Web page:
Pitch switch

When you think of the Phillies, you probably think more of the big bats of Utley, Howard, Rollins and Burrell and less of Joe Blanton and JC Romero. But it was almost inarguably the pitchers that played a bigger role in bringing the Phils their first World Series trophy since a breathless nation learned who shot JR (with apologies to those of you who are 28 years behind on your Netflix TV series DVD queue, it was Kristin Shepard).

I’d also like to say for the record something I think we’ve all known for a while: queue is an odd little word that seems like it shouldn’t be possible. I think it thinks nobody’s watching, but we are. It would be nothing without Netflix. And England. It seems like it somehow got through committee and should be up for review any time now. I’ve been waiting for news of a recall for years now, but, so far, nothing.

In 14 post-season games in 2008, the Phillies scored 64 runs and allowed 44. That’s a rate of about 4.57 runs scored per game and about 3.14 runs allowed per game. They scored runs at a rate lower (worse) than they did during the regular season (in the regular season they scored 799 runs in 162 games, about 4.93 runs per game) and allowed runs at a lower (better) rate (they allowed 680 runs in 2008, about 4.19 runs per game).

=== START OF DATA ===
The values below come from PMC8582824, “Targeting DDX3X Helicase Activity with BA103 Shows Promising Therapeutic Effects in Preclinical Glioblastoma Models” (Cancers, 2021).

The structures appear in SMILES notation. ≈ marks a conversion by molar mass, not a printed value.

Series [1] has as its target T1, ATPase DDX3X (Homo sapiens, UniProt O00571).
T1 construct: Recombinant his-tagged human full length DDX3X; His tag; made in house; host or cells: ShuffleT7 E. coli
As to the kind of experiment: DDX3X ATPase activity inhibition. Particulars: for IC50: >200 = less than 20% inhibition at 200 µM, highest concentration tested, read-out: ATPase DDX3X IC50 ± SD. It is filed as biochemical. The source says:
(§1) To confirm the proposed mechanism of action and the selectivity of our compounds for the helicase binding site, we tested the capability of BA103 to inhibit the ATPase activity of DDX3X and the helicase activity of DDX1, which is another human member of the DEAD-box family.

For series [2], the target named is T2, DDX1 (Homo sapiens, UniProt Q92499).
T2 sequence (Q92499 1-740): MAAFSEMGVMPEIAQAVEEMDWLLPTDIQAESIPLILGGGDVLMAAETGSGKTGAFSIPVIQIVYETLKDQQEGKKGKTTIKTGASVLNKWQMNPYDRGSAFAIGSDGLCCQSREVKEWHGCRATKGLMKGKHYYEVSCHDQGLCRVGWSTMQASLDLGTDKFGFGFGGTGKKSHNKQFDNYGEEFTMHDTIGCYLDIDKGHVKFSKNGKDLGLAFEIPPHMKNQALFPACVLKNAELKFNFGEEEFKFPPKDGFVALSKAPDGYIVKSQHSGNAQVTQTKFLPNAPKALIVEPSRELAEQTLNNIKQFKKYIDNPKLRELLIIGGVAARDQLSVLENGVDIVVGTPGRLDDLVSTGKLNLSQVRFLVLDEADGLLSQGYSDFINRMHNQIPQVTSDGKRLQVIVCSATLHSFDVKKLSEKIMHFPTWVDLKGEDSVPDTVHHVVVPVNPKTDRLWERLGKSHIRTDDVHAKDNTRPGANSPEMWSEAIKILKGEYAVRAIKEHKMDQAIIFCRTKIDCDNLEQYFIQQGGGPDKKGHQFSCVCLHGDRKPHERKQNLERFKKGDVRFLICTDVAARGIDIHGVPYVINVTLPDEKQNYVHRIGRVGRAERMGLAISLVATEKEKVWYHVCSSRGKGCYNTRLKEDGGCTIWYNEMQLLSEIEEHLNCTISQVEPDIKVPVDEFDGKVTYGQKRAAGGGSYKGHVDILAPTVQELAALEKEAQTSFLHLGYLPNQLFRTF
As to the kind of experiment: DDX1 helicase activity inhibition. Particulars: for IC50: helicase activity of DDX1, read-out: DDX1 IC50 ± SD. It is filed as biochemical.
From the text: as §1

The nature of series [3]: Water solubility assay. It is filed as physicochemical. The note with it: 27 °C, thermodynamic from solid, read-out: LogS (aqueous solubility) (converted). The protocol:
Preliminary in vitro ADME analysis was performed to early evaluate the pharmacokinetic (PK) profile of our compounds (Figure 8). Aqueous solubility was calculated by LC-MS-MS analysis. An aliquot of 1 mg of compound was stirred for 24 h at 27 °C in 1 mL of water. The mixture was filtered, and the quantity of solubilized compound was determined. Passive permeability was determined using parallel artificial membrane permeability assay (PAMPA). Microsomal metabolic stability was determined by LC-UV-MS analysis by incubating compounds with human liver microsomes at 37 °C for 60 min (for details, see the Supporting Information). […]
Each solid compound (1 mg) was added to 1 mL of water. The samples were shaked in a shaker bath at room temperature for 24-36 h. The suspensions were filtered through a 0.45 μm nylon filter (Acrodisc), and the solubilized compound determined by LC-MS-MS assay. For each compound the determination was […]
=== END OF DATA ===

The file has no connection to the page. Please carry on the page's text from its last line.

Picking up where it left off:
The 3.14 runs per game allowed in the post-season for the Phils is outstanding. Over the regular season this year the team in all of baseball that allowed the fewest runs was the Toronto Blue Jays. They allowed 610 runs in 162 games, about 3.77 per game.

The Phillies got ten quality starts in 14 post-season games, including five quality starts in the five games of the World Series (here’s the post-season Start Log). Cole Hamels has made six post-season starts for the Phils between 2007 and 2008, all six of which have been quality starts.

As a group, the Phillies bullpen threw to a 1.79 ERA in the 2008 post-season.

The Phillies used four starting pitchers in the post-season. Here’s what they did during the post-season, what the same group did during the regular season and what all of the Phillies starters (including Hamels, Myers, Moyer and Blanton) did during the regular season:

  IP ERA Ratio K
Hamels 35 1.80 0.91 30